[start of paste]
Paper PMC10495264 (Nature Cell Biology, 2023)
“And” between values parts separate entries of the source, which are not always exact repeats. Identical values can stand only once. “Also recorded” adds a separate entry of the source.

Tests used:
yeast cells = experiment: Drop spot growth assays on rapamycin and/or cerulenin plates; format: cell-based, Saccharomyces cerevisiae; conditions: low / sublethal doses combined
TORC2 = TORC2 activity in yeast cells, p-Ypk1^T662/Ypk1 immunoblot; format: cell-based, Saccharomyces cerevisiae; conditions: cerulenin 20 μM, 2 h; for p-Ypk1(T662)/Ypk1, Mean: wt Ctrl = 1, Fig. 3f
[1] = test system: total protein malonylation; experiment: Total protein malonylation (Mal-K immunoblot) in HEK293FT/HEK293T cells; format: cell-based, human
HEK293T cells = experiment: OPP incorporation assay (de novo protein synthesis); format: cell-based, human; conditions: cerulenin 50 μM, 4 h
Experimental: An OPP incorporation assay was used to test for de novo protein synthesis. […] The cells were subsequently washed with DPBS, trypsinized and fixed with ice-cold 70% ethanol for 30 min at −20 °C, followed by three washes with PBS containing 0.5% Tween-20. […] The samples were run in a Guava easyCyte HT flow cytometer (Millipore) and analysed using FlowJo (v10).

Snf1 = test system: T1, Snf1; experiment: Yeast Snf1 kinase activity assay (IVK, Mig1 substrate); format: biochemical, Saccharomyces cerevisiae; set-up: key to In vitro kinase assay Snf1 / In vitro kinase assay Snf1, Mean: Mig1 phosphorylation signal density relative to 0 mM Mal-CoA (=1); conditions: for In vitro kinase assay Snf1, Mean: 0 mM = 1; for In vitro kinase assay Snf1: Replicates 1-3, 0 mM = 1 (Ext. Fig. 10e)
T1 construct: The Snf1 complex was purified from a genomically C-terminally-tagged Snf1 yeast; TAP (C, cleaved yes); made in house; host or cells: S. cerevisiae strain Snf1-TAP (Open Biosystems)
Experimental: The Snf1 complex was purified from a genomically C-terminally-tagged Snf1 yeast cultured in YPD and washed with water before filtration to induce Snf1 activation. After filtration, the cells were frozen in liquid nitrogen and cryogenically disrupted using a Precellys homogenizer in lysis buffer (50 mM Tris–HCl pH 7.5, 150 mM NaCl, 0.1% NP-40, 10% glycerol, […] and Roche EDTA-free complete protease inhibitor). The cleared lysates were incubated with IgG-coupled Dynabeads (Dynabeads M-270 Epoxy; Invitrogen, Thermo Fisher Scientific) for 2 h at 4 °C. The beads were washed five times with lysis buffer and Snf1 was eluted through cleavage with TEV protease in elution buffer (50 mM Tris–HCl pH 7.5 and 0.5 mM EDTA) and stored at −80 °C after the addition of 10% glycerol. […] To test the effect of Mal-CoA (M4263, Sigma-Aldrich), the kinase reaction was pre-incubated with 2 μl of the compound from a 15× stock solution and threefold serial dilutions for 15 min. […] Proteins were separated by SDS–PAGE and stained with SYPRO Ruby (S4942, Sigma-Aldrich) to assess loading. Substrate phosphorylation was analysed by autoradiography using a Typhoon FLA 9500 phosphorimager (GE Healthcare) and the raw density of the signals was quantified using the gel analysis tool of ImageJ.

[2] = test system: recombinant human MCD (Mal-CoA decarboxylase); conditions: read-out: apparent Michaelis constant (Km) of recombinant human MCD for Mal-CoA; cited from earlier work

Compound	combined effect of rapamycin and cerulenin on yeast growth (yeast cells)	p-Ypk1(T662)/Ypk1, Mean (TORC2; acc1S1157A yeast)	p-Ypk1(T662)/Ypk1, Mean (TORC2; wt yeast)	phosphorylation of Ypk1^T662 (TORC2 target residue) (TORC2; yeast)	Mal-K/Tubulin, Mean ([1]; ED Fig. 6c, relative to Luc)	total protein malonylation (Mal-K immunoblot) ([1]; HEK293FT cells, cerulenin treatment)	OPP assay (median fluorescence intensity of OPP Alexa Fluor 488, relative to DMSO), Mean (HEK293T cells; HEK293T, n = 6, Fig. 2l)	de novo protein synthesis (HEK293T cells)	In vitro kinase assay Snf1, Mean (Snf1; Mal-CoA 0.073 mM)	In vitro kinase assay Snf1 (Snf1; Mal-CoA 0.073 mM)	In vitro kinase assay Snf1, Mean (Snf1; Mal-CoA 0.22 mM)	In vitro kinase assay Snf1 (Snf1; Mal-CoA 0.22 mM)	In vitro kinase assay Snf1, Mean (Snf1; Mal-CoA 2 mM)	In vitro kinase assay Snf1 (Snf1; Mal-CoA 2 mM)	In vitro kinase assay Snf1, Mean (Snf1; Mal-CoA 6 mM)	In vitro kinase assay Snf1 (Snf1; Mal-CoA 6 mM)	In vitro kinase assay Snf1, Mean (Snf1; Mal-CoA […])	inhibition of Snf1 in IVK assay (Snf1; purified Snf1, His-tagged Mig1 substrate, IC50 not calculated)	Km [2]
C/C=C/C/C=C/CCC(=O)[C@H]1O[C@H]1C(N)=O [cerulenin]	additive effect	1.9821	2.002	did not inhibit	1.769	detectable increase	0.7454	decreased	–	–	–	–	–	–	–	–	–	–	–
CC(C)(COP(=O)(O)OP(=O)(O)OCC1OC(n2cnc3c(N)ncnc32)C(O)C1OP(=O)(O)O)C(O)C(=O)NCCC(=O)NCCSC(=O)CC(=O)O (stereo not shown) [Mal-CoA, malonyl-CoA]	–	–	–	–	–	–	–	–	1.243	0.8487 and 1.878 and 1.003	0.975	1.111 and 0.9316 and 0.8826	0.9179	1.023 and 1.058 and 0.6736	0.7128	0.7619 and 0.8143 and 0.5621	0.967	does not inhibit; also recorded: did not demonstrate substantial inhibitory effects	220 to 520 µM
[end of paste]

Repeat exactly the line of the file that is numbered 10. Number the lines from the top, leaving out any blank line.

T1 construct: The Snf1 complex was purified from a genomically C-terminally-tagged Snf1 yeast; TAP (C, cleaved yes); made in house; host or cells: S. cerevisiae strain Snf1-TAP (Open Biosystems)